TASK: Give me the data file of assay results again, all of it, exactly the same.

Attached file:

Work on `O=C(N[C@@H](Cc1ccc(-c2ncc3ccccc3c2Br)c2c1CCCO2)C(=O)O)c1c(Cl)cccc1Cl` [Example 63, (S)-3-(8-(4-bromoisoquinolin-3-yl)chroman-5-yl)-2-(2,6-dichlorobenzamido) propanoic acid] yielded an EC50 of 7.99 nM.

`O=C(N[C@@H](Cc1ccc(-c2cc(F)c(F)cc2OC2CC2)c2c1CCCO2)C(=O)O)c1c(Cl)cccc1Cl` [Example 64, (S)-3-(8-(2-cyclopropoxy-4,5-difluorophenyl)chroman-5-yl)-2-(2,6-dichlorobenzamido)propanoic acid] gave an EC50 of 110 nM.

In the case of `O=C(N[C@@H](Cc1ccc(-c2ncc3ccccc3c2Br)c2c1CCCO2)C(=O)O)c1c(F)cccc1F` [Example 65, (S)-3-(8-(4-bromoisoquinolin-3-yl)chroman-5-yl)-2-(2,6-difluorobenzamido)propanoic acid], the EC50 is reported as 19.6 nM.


Work on `O=C(N[C@@H](Cc1ccc(-c2ncc3ccccc3c2Br)c2c1CCCO2)C(=O)O)c1c(Cl)cccc1Cl` [Example 63, (S)-3-(8-(4-bromoisoquinolin-3-yl)chroman-5-yl)-2-(2,6-dichlorobenzamido) propanoic acid] yielded an EC50 of 7.99 nM.

`O=C(N[C@@H](Cc1ccc(-c2cc(F)c(F)cc2OC2CC2)c2c1CCCO2)C(=O)O)c1c(Cl)cccc1Cl` [Example 64, (S)-3-(8-(2-cyclopropoxy-4,5-difluorophenyl)chroman-5-yl)-2-(2,6-dichlorobenzamido)propanoic acid] gave an EC50 of 110 nM.

In the case of `O=C(N[C@@H](Cc1ccc(-c2ncc3ccccc3c2Br)c2c1CCCO2)C(=O)O)c1c(F)cccc1F` [Example 65, (S)-3-(8-(4-bromoisoquinolin-3-yl)chroman-5-yl)-2-(2,6-difluorobenzamido)propanoic acid], the EC50 is reported as 19.6 nM.